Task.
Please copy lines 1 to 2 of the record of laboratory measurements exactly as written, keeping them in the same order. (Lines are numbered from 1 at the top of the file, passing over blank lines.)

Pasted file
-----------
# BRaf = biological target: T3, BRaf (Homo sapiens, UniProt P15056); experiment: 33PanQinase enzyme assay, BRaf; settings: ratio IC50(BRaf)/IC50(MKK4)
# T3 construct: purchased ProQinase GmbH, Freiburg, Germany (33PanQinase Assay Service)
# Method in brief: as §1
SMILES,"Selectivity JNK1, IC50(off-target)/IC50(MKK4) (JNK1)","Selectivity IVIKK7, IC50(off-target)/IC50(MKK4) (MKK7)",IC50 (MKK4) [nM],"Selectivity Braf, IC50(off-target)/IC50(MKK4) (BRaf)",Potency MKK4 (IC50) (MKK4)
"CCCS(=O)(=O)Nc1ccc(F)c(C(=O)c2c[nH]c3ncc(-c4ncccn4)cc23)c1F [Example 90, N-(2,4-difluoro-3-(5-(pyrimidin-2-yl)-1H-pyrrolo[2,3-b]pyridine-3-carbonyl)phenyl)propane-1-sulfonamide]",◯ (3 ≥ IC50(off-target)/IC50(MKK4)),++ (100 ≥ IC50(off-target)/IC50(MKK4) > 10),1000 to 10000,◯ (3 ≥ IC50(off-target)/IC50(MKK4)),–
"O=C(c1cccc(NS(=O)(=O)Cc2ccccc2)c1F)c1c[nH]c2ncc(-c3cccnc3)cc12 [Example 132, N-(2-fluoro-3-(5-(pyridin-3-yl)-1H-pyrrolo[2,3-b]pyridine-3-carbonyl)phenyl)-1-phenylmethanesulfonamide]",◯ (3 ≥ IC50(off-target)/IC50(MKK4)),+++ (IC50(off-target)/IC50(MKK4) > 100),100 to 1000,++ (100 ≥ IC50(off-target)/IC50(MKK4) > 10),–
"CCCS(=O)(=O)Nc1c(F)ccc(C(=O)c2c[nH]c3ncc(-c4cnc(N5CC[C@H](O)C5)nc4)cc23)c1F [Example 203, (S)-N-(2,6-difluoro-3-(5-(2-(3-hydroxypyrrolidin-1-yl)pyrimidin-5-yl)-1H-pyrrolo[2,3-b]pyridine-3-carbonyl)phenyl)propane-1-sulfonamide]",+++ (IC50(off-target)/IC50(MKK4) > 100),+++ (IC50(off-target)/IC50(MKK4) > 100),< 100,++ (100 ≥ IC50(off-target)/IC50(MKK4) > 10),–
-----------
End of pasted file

# BRaf = biological target: T3, BRaf (Homo sapiens, UniProt P15056); experiment: 33PanQinase enzyme assay, BRaf; settings: ratio IC50(BRaf)/IC50(MKK4)
# T3 construct: purchased ProQinase GmbH, Freiburg, Germany (33PanQinase Assay Service)